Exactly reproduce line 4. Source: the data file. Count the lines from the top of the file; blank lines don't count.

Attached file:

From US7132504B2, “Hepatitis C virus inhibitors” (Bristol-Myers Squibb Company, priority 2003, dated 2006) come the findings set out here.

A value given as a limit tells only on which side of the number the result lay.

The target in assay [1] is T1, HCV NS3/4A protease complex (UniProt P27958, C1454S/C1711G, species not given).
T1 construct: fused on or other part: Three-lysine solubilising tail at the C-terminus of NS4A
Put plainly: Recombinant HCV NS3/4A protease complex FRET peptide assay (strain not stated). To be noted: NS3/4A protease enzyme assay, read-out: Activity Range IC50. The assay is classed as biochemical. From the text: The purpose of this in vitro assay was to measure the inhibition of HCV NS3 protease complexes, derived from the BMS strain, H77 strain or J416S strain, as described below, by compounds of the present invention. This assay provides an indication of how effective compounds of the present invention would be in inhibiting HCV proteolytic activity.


T1 construct: fused on or other part: Three-lysine solubilising tail at the C-terminus of NS4A